First Lesson: Exodus 34: 29-35
Responsive Reading: Psalm 99
Second Lesson: 2 Corinthians 3: 12- 4:2
Gospel Lesson: Luke 9: 28-36, (37-43a)
Grace and Peace from Our Lord and Savior Jesus Christ,
The big news story this week was the Iowa Presidential Caucus and the official start of the 2016 Presidential race. One thing that I’ll notice about candidates in the race is that they are always invoking the past. Presidential candidates want people to believe they will revive some image of past greatness. We need another Reagan or Roosevelt they say to lead us out of the times that we’re currently in. Great things happened in the past.
This year on Christmas Eve, I was talking to a couple of congregation members who were reflecting upon the hardship of going home with a spouse no longer around. In instances like this, you can’t blame people for wanting to recreate the past. Live again in what seemed to be the happiest days of one’s existence. We all have moments from the past that if we could only recreate that we believe could shape us forever.
Today’s Gospel lesson from Luke contains an important tale of Jesus’ ministry. Jesus, Peter, James, and John go up to a mountain to pray. This seemingly ordinary occurrence quickly becomes transformed into something else. Jesus starts shining, and then Moses and Elijah appear upon the scene.
Moses and Elijah would have been any good first-century Jew’s Reagan or Roosevelt. Moses led the Israelites out of Egyptian slavery, parted the Red Sea, and received the Ten Commandments on Mount Sinai. Elijah called down fire from Heaven, raised the dead, and ascended to heaven in a whirlwind. Here were Peter, James, and John coming to terms with past glory.
When I was in high school, my Dad and I took a vacation to California to see my aunt where we attended the U.S. Men’s Senior Open golf tournament at Riviera Country Club in Los Angeles. I had been to golf tournaments before in Minnesota where there would always be fifty-thousand people. Being near Hollywood though attending a golf tournament was different as for California golf fans being around celebrities was common. So there was hardly anyone at the golf course for a practice round. So we see Jack Nicklaus.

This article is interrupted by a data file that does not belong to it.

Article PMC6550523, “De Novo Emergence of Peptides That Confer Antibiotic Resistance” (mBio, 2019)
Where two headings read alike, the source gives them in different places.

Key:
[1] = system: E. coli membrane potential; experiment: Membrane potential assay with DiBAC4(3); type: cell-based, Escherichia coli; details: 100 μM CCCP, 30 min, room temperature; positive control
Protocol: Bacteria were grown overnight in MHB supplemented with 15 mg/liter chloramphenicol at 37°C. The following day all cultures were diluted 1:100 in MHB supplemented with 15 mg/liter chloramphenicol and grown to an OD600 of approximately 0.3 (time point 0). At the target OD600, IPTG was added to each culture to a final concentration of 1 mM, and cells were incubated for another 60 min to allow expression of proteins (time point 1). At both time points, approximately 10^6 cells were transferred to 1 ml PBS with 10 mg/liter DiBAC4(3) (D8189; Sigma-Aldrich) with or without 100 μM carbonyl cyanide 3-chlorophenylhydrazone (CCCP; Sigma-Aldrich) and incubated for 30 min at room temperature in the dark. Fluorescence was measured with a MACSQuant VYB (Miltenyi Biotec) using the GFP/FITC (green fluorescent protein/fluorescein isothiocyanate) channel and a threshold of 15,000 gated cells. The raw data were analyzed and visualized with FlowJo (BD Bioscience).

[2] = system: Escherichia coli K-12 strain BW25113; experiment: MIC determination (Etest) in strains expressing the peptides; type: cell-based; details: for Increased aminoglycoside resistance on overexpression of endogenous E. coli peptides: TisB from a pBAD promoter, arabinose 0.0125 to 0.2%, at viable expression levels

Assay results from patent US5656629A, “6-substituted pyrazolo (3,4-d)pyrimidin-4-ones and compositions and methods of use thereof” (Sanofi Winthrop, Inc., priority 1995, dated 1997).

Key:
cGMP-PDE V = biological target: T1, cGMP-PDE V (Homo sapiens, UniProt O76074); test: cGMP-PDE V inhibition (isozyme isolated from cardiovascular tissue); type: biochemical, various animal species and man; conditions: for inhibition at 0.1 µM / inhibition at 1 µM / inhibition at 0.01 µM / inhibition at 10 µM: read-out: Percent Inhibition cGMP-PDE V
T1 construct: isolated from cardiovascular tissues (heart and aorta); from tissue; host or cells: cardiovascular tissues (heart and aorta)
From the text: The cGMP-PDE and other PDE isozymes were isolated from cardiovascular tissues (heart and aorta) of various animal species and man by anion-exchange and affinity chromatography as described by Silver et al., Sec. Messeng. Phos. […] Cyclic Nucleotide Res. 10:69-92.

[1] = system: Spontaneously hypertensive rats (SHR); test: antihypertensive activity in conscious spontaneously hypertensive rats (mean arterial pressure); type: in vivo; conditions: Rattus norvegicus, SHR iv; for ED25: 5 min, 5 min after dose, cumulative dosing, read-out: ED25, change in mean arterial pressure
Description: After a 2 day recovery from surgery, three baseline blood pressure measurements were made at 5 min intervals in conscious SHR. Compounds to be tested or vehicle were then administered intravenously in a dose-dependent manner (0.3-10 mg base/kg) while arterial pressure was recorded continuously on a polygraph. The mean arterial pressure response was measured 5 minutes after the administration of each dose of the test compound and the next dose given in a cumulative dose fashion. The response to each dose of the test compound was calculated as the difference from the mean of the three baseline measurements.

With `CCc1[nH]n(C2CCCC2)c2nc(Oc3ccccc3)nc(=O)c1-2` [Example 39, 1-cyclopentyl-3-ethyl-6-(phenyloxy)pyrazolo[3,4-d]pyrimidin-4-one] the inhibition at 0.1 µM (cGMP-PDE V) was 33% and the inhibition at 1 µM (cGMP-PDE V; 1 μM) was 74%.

Nicklaus, who many consider being the greatest golfer of all time, casually walks over to us when we call out his name like encountering a long-lost friend at the local golf course. There’s a picture hanging in my Dad’s office in Lindstrom of Jack Nicklaus with his arm around me. Soon after seeing Jack Nicklaus, we see Arnold Palmer. We see Palmer’s legendary charisma on display as he chats us up for like five minutes. As we’re waiting for a ride out of the Riviera Country Club, Palmer drives off in his Cadillac and waves to us. My Arnold Palmer and Jack Nicklaus story wouldn’t have even begun to describe the experience of Peter, James, and John on this day as their faith heroes who had long been dead were now standing before them. Such a sign would have been interpreted that their faith was really working. The only problem is that such signs can be misleading.
When I go around visiting with people, I’ll often hear people invoke the “glory days” of this congregation. Pews filled Sunday morning, parents making sure they register their children for “Sunday School” early, and all sorts of young people coming to coffee hour. You know the type of church that seemingly has a limitless future. We all dream of being a part of a church like this. You see the very mission of the church and we can see how it doesn’t operate quite like the world works.
The world expects only to see God through dramatic signs such as transfigurations, whereas God never works according to our standards. People say if God is actually present in my life then all sorts of excellent stuff will happen to me. I will have the perfect spouse standing alongside me, I will have the well-paying job that I love, and we would be watching the Vikings play in the Super Bowl later this afternoon. I shall never experience ill-health, loneliness, or any anxiety; if God were to work according to my standards then things will finally be right with the universe.
A few weeks ago, we had the billion dollar Powerball Jackpot. We were talking about it at the school gym and what would we do if we won all that money? People were sharing their daydreams about giving money away, what they would do for their friends or how they would finally purchase a rocket ship to keep in their backyard. Such an event touches on the great human dream of how would we respond if everything changed tomorrow. We all want that payoff to our big struggles.